It’s important that end-users and your account team at Omeda work together to verify the test results and resolve issues together. This ensures that no API implementation is released “until it’s time”.


After your end-users/stakeholders sign off on the testing phase, a cutover or “go-live” event is planned. Frequently a cutover event takes place outside of peak business hours to ensure minimal disruption to user experience, but this is not always the case. Cutover generally involves the same people involved in the testing process. The Omeda technical team will enable production access for the API key. Your technical team should plan on deploying code to your own production environment (assuming you have separate testing and production environments). Also, remember that while an API key does not generally change between test and production environments, the URLs that you call to access the APIs DOES CHANGE. Make sure your technical team has taken this into account during the production deployment process.

So, generally a cutover event proceeds as follows. Prior to the cutover time window:

  • the omeda technical team will verify that any prerequisite data configuration is made on your database (data processing translation rules etc.)

At the agreed-upon cutover time window:

  • your technical team will deploy the API-enabled code to your production environment
  • the Omeda technical team will enable production access to your API keys
  • the technical team will verify they can connect to the API
  • the functional teams will conduct functional tests to verify the integration is working properly

In the event of a problem:

  • make sure your technical team can “roll-back” to the prior version of code if necessary.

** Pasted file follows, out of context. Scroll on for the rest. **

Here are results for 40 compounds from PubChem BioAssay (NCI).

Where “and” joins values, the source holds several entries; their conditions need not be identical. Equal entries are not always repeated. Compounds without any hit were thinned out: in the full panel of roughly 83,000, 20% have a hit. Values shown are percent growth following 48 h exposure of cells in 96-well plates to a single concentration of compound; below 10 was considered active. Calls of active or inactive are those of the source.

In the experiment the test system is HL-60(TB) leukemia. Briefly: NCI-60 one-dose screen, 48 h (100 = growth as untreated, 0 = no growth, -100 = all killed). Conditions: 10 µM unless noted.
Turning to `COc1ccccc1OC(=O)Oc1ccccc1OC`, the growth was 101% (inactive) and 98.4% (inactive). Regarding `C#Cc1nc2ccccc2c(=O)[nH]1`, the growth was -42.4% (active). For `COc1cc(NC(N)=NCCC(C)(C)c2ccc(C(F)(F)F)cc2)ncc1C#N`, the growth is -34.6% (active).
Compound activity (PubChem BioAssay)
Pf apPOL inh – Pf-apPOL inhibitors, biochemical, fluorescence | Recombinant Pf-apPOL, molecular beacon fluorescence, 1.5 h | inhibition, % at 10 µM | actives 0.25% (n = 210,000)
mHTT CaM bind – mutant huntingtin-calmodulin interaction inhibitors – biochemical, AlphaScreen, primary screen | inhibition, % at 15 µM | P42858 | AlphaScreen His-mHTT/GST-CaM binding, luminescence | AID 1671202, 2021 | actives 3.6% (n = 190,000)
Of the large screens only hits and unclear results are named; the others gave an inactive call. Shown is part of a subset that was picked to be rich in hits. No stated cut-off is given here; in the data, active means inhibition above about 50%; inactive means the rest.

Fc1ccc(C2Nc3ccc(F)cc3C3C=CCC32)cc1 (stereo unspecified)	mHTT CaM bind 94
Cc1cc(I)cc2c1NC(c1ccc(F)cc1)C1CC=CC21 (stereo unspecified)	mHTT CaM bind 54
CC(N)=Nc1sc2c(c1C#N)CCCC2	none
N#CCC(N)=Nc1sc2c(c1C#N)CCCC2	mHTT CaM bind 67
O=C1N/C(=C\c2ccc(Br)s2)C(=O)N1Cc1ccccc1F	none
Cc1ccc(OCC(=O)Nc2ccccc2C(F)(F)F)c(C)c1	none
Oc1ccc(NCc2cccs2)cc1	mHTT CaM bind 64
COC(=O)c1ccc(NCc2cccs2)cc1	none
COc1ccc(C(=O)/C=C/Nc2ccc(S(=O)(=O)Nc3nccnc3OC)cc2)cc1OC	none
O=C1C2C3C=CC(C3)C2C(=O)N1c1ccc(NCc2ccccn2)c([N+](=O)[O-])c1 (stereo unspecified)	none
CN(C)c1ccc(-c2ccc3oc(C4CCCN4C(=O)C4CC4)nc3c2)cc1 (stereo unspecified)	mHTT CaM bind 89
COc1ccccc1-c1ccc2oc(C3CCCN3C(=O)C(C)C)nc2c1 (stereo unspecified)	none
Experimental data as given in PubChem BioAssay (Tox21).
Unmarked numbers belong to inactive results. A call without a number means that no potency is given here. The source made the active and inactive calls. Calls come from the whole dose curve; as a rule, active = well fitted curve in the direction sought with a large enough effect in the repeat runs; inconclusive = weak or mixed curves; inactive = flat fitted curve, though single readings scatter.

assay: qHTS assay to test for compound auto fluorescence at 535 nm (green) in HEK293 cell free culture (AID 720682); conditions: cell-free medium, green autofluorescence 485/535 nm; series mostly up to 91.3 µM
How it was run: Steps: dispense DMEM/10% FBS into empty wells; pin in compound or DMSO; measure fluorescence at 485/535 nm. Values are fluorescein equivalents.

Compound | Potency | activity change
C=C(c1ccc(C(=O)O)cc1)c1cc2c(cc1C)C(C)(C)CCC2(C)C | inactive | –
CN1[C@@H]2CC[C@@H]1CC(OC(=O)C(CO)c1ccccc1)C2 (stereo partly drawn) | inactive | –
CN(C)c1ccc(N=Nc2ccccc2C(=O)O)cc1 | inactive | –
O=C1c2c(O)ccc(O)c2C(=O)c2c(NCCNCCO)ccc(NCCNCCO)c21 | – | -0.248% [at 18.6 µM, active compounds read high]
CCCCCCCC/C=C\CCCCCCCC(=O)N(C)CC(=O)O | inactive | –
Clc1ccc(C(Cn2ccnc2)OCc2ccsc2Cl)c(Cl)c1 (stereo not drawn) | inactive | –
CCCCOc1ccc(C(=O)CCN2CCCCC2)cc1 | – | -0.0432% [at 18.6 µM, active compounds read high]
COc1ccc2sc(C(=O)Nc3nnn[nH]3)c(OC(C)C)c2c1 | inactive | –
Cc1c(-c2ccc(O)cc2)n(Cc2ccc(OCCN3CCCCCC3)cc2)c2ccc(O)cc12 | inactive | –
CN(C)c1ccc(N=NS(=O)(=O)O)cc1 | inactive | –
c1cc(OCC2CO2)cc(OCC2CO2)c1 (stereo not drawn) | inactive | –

Use of API Keys

Your API key is used to identify the application calling our service. Our recommendation is that you obtain an API key for each application that calls our services. This is especially true when dealing with 3rd party vendors who may be integrating with Omeda on your behalf. They should EACH get an API key. Think of API keys as usernames and passwords. Omeda uses these keys to keep track of the volume of requests coming from each individual source. This is done both for performance monitoring AND for security reasons.

It is very important that you safeguard your API key. Do not share it with individuals outside of your organization. Do not, beyond what is necessary, include it in emails, as email can easily be forwarded.

Recommendations for POST APIs

POST APIs such as Add/Update Customer and Add Order services are generally used to transmit data that you or your vendors have collected to your database on a transactional database. There are some important concepts that you should understand when using these APIs to ensure your data is handled as desired.

Use of Input Ids